|Year : 2011 | Volume
| Issue : 3 | Page : 273-277
Correction of skeletal Class III in a growing male patient by reverse pull facemask
P Kapoor1, OP Kharbanda2
1 Department of Orthodontics, Faculty of Dentistry, Jamia Millia Islamia, New Delhi, India
2 Division of Orthodontics, Center for Dental Education and Research, All India Institute of Medical Sciences, New Delhi, India
|Date of Web Publication||10-Oct-2011|
Jamia Millia Islamia, New Delhi
| Abstract|| |
The following case report describes the management of a 6-year-old male patient in early mixed dentition with a mesial step molar relation, an anterior reverse overjet, and skeletal Class III due to a slightly deficient maxilla. The treatment plan included protraction of the maxilla by a reverse pull Petit type facemask for 10 months followed by 15 months of active retention by a Frankel III appliance.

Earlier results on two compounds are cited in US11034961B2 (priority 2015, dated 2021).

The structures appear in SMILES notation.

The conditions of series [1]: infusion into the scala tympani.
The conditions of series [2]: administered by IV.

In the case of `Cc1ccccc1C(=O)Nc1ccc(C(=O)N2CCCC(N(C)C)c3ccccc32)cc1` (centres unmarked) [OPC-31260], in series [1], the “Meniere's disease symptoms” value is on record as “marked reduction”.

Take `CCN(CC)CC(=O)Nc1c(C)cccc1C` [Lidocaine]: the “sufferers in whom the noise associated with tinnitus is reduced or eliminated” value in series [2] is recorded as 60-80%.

Keywords: Class III, maxillary deficiency, reverse pull facemask
|How to cite this article:|
Kapoor P, Kharbanda O P. Correction of skeletal Class III in a growing male patient by reverse pull facemask. J Indian Soc Pedod Prev Dent 2011;29:273-7
|How to cite this URL:|
Kapoor P, Kharbanda O P. Correction of skeletal Class III in a growing male patient by reverse pull facemask. J Indian Soc Pedod Prev Dent [serial online] 2011 [cited 2013 Jun 19];29:273-7. Available from: http://www.jisppd.com/text.asp?2011/29/3/273/85841
| Introduction|| |